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Found 9 results

  1. TWO KINDS OF MORALITIES, MARXIST VERSUS THEOLOGICAL I am reading interesting comments about communist morality, in a book devoted to Judaism, published in 1975. The authors are two rabbis, D. Prager and J. Telushkin. A Christian theologian would probably make similar observations. Marxists and theologians, they write, "are both motivated by the desire to perfect the world and establish a utopia on earth. ... Both promote all-encompassing worldviews. But they diametrically oppose one another in almost every other way." The authors remind us that communists rejected "all morality derived
  2. My first thread made me realize my mistake : I thought my own sense of morality was consistent with Objectivism. I just discovered that there is a fundamental difference between my own morality and Rand's and it just made me realize how much of a Potter fan I am. (I'll be quoting Dumbledore , Rowling's equivalent of Galt, here). The post is sufficiently long. Anyone who does not want to consider even the possibility that my argument can be true can move along. So, the fundamental problem I have with Rand's philosophy is the assumption that survival is the ultimate purpose of a living being
  3. Hi all, You can read a post on one of my blogs titled “‘Publish or Perish’ → ‘Life or Death’” where I argue that keeping your own non-personal and non-private knowledge for yourself and thinking it is a good idea to try try to use it as a strategic advantage, is a recipe for stagnation and depression. Someone I talked to, thought that I was advocating publishing everything under an open source/open content etc. licence, but I don't go that far, and just encourage prompt publishing under a usable licence (but possibly a proprietary one). And I also don't encourage publishing too much of too
  4. According to the Objectivist perspective, would it be immoral to advocate or accept government grants for college-education? I'm talking mainly about need based financial aid, rather than loans or scholarships. These loans aren't given for academic performance, but strictly based on income.
  5. What is value? Value is an abstract concept. A value as such is a place within a particular hierarchy. To value something is to judge where within a particular hierarchy a particular thing is. Ayn Rand asserted that a value is that which one acts to gain or keep however she confuses “value” here with a few other concepts. Her confusion is innocent however ironic. I say it is ironic because it was she who discovered precisely how to define a concept. “When in doubt about the meaning or the definition of a concept, the best method of clarification is to look for its referents-i.e., to ask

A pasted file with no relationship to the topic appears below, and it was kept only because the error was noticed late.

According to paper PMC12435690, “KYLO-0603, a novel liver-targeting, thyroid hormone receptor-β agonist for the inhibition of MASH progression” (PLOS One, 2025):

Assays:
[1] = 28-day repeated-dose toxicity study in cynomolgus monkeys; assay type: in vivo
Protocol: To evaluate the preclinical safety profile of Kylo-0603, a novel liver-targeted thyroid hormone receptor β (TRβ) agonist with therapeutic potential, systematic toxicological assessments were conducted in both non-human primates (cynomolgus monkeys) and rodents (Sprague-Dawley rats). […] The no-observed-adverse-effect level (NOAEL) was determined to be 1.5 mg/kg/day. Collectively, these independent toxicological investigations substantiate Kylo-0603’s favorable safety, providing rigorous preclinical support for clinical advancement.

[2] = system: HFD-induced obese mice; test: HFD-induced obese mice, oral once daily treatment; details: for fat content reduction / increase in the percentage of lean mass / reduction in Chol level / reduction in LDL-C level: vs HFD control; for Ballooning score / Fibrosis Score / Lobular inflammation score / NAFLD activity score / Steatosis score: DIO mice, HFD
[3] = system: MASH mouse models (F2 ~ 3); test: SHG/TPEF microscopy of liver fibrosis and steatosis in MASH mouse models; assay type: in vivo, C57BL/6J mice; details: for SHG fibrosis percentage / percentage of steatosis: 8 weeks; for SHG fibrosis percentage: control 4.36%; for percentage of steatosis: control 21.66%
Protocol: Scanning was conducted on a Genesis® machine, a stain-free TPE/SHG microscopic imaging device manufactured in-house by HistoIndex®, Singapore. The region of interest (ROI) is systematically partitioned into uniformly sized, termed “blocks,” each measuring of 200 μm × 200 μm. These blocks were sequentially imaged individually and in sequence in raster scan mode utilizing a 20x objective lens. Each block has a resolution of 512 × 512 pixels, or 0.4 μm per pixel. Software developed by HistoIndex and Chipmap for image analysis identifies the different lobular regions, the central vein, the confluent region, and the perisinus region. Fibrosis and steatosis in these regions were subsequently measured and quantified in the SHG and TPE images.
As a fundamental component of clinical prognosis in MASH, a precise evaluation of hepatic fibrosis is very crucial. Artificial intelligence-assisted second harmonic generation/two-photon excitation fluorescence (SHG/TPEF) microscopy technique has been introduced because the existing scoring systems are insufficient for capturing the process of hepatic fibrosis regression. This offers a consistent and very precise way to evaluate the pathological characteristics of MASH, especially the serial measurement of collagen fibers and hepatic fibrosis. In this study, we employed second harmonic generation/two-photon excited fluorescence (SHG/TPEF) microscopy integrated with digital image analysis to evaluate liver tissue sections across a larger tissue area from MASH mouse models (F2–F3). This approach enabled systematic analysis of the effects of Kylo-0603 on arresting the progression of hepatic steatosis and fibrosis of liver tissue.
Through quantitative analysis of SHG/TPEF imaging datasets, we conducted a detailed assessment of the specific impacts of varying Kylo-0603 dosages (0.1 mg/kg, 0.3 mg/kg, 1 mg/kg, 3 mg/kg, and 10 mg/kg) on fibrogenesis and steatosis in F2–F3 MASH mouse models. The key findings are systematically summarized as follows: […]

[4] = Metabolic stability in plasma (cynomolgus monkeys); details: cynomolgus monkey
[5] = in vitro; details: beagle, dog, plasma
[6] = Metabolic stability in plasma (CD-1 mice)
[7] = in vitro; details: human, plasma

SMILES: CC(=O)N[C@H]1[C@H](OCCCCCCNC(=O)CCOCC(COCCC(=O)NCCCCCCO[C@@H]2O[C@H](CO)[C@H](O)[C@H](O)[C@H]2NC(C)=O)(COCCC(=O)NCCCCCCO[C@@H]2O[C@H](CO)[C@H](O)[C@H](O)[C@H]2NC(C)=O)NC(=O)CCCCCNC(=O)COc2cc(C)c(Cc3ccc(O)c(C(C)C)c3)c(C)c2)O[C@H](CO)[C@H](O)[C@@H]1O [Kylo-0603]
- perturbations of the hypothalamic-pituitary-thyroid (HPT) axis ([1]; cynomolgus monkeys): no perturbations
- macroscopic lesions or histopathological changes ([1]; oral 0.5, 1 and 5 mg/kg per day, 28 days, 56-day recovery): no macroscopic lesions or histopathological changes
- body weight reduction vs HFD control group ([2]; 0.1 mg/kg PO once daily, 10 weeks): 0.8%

6. Morality and War By Thomas M. Miovas, Jr. 05/24/2012 I’ve come across and interesting moral dilemma presented by individualists who love Ayn Rand’s rational egoism and think that the individual ought to be free to pursue his life using reason and reality to benefit themselves ardently. The moral dilemma is usually put in the form of an application of individualism and self-defense. How can an such an individualist be in favor of having a war, when the individual enemies cannot be sought out to be killed in the name of retaliatory justice, and one winds up having to kill a vast number of p
  7. http://www.appliedph...er_standard.htm Happiness by a Proper Standard By Thomas M. Miovas, Jr. 05/15/2012 Many people seem to vacillate between “doing what is right” and “pursuing their happiness”, which, largely due to their religious upbringing, puts them in a bind either way. To do what is right generally means to do one’s duty or to follow principles not connected to living a joyful life on earth. A joyful life is considered “selfish” and is to be avoided by most moralities, so in order to pursue their happiness, many people eschew morality and just do what they feel li
  8. If there's any morality, justice, or even rudimentary decency in the cosmos, and the biota of The Milky Way, then the consciousness, spirit, and soul of Steve Jobs lives on. Any alien of any "humanity" and quality would rescue and save his living, thinking essence. As for any super-terrestrials which could do it, but didn't do it -- to hell with them, and the galactic horses they rode in on!
  9. I found this very interesting article criticizing Steve Jobs for pursuing his own self-interest and producing an awesome product. At the same time, it lauds Bill Gates for his philanthropy and his disassociation with his company in 2006 to better achieve his philanthropic goals. http://www.businessweek.com/management/idolize-bill-gates-not-steve-jobs-11012011.html?campaign_id=rss_topStories The article is clear evidence of the difference between Objectivist ethics and the prevailing philosophy today. Enjoy!
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